Our immediate future figured out (ha!), we got back to playing. Labor Day weekend was a wash due to my having to work, and that had always been a huge get-out-and-do-things time for us when we were Pacific Northwest residents, so we pushed it to Labor Day midweek instead.
First on tap was inflation of our kayak flotilla, which hadn’t seen nearly enough action over the past year. We boarded them to venture out to Hope Island. Like the vast majority of the San Juan islands, it is uninhabited and inaccessible by road or ferry, but this one also happens to be a Washington State Park.
This is the type of water exploring we missed in Maryland, even though Annapolis is by all accounts a boating mecca. Secluded beaches on isolated islands, clear water, sea life… they’re everywhere in Washington’s waters. In Annapolis we found it more to be about the boating itself than the destinations. Sailing reigns, and we had a motorboat. Our Maryland boating career had ended abruptly one warm afternoon well over a year after we had spent far (FAR!) more money than the boat had initially cost us getting it towed across the country, stored someplace suitable (much more difficult/expensive than it sounds, or ought to be in a self-proclaimed boating town), and in good enough working order to run for 15 minutes without overheating. Within a few minutes of our victorious departure from the marina into Chesapeake Bay, standing tall at the helm and puffing out my chest, Keeper turned to me and asked “so…uhhh… what do we do?” “Well…” I had to think about it for a moment. I wasn’t entirely sure. This part of the evolution had been theoretical up to now. “I guess we cruise around here, maybe look at some of these houses from the water, and then find someplace to dock for lunch?” His deflated answer: “That’s it, huh? No islands, no beaches? In that case, do you mind if Firebolt and I just go down below and take a nap?” A split-second calculation involving future gas, maintenance, and storage money, compounded by time and stress involved in boat ownership, flitted across my transom before I turned the boat around and headed directly back to the marina, to no objections from the kids. It was up for sale the next day.
Back to Washington, though. It’s a sea kayaker’s wonderland, and even has established “water trails” as well as the more well-known hiking trails. Hope Island is a stop on one of the more popular ones. It was a short journey and easy paddle from our campground, but the currents in the San Juans can be brutal. On the way back the tide was coming in, and we had to aim about 45 degrees to the left of the point to which we wanted to land. That’s quite a crab. (aviation-speak again).
The following day we opted for a hike up at Mt. Baker, or “Mountain Baker,” as Keeper used to call it. Baker is the furthest north in the chain of volcanoes that dot the Cascades mountain range, and is just a few miles south of the Canadian border. In the winter snowboarding is king there, and I believe it holds the record for the most single season snowfall at a ski area ever. I remember that year – they actually had to dig out the lifts. But in the summer, it’s all about hiking. You can drive to Artist Point near the top of the ski area, which gives you access to some absolutely spectacular hiking trails. Hiking in the Cascades is different than hiking in most US mountains in that they are so jagged, are glacier-topped year round, and rise up from near-sea-level river valleys. Most hikes involve initial steep switchbacks to get up to near the tree line, but thereafter you’re rewarded with views of glaciers, ice-fed lakes, and knife-edge ridges. Artist Point is one of the few Cascade trailheads which starts at a relatively high elevation (avoiding the switchbacks), and has several trail options. We opted for the Chain Lakes loop, which we had done once pre-kids but with two puppies.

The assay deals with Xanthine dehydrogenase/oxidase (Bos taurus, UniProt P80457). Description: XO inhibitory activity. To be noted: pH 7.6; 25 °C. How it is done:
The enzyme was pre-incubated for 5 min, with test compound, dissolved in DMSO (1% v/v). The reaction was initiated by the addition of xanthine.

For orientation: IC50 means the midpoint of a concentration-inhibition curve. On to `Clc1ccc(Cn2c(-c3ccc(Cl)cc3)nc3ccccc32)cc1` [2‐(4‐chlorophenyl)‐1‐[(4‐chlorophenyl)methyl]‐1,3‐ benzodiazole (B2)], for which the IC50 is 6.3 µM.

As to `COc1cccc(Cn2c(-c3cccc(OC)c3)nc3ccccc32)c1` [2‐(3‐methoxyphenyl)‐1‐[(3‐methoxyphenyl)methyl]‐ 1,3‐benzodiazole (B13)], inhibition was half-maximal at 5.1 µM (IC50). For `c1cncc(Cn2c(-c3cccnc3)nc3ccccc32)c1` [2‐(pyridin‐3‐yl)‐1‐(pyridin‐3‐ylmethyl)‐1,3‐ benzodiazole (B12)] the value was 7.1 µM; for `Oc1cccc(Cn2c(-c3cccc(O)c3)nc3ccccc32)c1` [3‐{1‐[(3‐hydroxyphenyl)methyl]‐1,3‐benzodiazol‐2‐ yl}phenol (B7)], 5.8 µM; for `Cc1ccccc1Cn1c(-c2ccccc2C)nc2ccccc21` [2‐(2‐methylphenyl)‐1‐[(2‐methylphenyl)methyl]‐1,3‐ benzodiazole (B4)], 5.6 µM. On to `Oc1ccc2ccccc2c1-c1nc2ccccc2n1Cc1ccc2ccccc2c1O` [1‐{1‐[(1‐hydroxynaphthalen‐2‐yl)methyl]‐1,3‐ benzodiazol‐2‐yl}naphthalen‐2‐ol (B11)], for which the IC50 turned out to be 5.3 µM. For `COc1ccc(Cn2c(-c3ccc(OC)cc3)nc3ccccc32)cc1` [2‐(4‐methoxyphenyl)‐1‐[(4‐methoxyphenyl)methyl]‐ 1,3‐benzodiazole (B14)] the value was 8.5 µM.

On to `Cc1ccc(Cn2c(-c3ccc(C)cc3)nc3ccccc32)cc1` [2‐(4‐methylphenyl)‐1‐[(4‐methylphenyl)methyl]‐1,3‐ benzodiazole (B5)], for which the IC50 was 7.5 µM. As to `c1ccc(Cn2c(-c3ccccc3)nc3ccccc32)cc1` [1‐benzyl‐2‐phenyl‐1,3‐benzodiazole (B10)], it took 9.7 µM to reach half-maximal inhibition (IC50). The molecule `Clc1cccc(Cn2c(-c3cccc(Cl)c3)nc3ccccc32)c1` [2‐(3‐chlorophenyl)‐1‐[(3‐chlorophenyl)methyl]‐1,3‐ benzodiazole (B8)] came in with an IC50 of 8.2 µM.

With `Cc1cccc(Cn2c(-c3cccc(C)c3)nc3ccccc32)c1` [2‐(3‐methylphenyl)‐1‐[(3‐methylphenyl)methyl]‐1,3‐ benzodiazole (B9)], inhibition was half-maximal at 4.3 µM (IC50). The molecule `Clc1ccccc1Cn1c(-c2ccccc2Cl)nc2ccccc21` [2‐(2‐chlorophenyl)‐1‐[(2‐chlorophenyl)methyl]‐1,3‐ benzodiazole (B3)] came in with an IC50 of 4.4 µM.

Though there was still lingering smoke from the various Pacific Northwest forest fires, the views were still awe-inspiring. We traversed a steep ridge to a saddle, where there was a snow field on which to run around and toss snowballs. Not bad for September. The kids got a kick out of the stories of our puppies running around on this same snowfield and ending up at the bottom after not being able to get any purchase.
We then descended into a valley with several lakes & stopped for awhile.
Our kids have never shied away from cold water, and ribbing from their siblings tends to push the “I dare you to…” game deep into polar bear zone.
Tacco and I sat back and watched from the comfort of our sunny rock while the kids happily froze themselves in the clear water.
I wish we could have stayed longer, but as often happens on these day trips, our leave-home time had been delayed by family inertia, and we found ourselves in a bit of a race against the lengthening shadows. Wouldn’t want to get caught up here at night without the proper gear.
Rather than complete the loop, which would’ve taken longer than we had daylight, we turned around and retraced our steps. Impossibly, the ridge traverse appeared even more dramatic in the late afternoon / early evening, and we managed to catch sight of a white mountain goat clinging to the rocks well above us.
We rounded off the day with a few group pictures and then headed back to camp to prep for tomorrow’s departure.
So here we are… a year in but about to do another year, a month of playing in the mountains and on the beach ahead of us, and hopefully a full ski season after that. Shoot, maybe at some point we’ll even find a house to live in. Though the overarching unease still lingers, it’s hard to summon up any angst when I look at the upcoming few months the way I just described them; we truly are fortunate to be doing this. It’s a good thing to remind yourself.